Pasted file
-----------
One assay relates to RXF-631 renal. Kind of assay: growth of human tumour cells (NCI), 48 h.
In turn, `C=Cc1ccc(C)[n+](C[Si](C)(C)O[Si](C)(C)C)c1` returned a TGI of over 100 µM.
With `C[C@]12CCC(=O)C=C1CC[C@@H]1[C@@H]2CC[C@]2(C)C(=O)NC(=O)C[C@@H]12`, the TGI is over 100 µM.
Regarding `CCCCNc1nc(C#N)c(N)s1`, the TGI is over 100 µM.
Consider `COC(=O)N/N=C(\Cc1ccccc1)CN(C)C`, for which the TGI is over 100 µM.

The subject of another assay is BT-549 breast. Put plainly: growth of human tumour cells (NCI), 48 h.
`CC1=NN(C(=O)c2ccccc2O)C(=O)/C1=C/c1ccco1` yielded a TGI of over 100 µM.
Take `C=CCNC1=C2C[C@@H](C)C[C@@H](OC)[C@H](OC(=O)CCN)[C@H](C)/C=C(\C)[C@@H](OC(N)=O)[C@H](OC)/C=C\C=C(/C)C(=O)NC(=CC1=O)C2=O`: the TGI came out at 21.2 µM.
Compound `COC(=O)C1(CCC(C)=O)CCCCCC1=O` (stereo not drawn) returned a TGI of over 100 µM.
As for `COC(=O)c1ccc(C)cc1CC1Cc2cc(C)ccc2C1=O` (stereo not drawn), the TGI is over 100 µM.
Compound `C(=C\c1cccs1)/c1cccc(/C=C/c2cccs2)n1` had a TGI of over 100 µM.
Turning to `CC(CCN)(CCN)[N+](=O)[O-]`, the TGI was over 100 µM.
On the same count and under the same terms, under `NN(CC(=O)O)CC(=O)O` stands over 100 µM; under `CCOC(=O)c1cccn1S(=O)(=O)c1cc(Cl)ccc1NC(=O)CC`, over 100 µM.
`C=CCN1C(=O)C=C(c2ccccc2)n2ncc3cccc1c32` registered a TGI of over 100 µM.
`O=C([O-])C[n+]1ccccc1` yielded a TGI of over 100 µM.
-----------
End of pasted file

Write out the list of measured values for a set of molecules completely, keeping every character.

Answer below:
One assay relates to RXF-631 renal. Kind of assay: growth of human tumour cells (NCI), 48 h.
In turn, `C=Cc1ccc(C)[n+](C[Si](C)(C)O[Si](C)(C)C)c1` returned a TGI of over 100 µM.
With `C[C@]12CCC(=O)C=C1CC[C@@H]1[C@@H]2CC[C@]2(C)C(=O)NC(=O)C[C@@H]12`, the TGI is over 100 µM.
Regarding `CCCCNc1nc(C#N)c(N)s1`, the TGI is over 100 µM.
Consider `COC(=O)N/N=C(\Cc1ccccc1)CN(C)C`, for which the TGI is over 100 µM.

The subject of another assay is BT-549 breast. Put plainly: growth of human tumour cells (NCI), 48 h.
`CC1=NN(C(=O)c2ccccc2O)C(=O)/C1=C/c1ccco1` yielded a TGI of over 100 µM.
Take `C=CCNC1=C2C[C@@H](C)C[C@@H](OC)[C@H](OC(=O)CCN)[C@H](C)/C=C(\C)[C@@H](OC(N)=O)[C@H](OC)/C=C\C=C(/C)C(=O)NC(=CC1=O)C2=O`: the TGI came out at 21.2 µM.
Compound `COC(=O)C1(CCC(C)=O)CCCCCC1=O` (stereo not drawn) returned a TGI of over 100 µM.
As for `COC(=O)c1ccc(C)cc1CC1Cc2cc(C)ccc2C1=O` (stereo not drawn), the TGI is over 100 µM.
Compound `C(=C\c1cccs1)/c1cccc(/C=C/c2cccs2)n1` had a TGI of over 100 µM.
Turning to `CC(CCN)(CCN)[N+](=O)[O-]`, the TGI was over 100 µM.
On the same count and under the same terms, under `NN(CC(=O)O)CC(=O)O` stands over 100 µM; under `CCOC(=O)c1cccn1S(=O)(=O)c1cc(Cl)ccc1NC(=O)CC`, over 100 µM.
`C=CCN1C(=O)C=C(c2ccccc2)n2ncc3cccc1c32` registered a TGI of over 100 µM.
`O=C([O-])C[n+]1ccccc1` yielded a TGI of over 100 µM.